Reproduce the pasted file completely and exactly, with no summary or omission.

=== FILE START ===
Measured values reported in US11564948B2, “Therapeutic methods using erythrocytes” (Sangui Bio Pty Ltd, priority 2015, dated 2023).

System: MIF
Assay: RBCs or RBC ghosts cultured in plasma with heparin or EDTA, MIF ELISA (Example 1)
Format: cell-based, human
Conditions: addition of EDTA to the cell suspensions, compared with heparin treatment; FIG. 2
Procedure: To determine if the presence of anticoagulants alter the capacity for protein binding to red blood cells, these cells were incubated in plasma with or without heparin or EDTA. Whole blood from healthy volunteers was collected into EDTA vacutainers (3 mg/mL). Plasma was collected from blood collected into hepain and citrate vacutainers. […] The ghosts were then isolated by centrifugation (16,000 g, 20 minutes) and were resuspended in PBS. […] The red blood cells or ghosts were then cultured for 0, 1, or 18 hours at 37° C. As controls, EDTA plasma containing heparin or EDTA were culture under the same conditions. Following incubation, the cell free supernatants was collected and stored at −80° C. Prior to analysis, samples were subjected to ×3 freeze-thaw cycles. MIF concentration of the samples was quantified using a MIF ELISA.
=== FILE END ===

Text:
Measured values reported in US11564948B2, “Therapeutic methods using erythrocytes” (Sangui Bio Pty Ltd, priority 2015, dated 2023).

System: MIF
Assay: RBCs or RBC ghosts cultured in plasma with heparin or EDTA, MIF ELISA (Example 1)
Format: cell-based, human
Conditions: addition of EDTA to the cell suspensions, compared with heparin treatment; FIG. 2
Procedure: To determine if the presence of anticoagulants alter the capacity for protein binding to red blood cells, these cells were incubated in plasma with or without heparin or EDTA. Whole blood from healthy volunteers was collected into EDTA vacutainers (3 mg/mL). Plasma was collected from blood collected into hepain and citrate vacutainers. […] The ghosts were then isolated by centrifugation (16,000 g, 20 minutes) and were resuspended in PBS. […] The red blood cells or ghosts were then cultured for 0, 1, or 18 hours at 37° C. As controls, EDTA plasma containing heparin or EDTA were culture under the same conditions. Following incubation, the cell free supernatants was collected and stored at −80° C. Prior to analysis, samples were subjected to ×3 freeze-thaw cycles. MIF concentration of the samples was quantified using a MIF ELISA.